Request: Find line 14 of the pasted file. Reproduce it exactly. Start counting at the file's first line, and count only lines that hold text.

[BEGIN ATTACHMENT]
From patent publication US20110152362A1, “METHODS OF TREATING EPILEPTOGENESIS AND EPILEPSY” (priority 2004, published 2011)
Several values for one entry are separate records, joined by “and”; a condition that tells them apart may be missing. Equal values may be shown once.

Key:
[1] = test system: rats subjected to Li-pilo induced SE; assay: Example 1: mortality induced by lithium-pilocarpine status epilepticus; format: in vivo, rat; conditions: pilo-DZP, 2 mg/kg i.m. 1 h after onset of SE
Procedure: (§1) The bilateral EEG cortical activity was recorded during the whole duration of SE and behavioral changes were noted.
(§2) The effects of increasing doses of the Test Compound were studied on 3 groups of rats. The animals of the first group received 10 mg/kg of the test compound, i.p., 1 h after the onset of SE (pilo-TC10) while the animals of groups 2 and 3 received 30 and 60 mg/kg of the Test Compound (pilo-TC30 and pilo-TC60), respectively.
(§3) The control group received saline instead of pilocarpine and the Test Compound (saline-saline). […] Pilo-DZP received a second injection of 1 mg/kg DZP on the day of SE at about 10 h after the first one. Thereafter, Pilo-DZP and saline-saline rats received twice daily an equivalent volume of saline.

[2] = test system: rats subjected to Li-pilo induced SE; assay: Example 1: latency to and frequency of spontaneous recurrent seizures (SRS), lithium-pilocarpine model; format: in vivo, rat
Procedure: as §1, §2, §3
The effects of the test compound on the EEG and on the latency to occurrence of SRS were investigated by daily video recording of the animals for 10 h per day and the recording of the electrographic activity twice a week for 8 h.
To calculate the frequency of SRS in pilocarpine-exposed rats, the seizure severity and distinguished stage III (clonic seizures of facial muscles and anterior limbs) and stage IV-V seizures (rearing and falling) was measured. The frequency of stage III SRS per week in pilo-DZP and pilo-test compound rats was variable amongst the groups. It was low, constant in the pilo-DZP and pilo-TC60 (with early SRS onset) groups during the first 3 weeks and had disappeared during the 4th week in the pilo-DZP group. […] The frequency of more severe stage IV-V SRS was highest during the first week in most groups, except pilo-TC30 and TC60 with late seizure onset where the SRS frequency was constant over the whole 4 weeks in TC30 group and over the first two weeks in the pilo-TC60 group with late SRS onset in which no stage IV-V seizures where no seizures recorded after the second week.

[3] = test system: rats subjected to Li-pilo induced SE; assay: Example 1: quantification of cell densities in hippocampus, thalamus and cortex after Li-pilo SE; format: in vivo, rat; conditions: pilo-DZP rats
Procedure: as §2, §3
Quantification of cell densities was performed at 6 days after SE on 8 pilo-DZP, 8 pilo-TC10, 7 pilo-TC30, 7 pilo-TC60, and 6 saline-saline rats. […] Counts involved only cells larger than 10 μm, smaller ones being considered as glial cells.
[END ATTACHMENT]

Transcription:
Quantification of cell densities was performed at 6 days after SE on 8 pilo-DZP, 8 pilo-TC10, 7 pilo-TC30, 7 pilo-TC60, and 6 saline-saline rats. […] Counts involved only cells larger than 10 μm, smaller ones being considered as glial cells.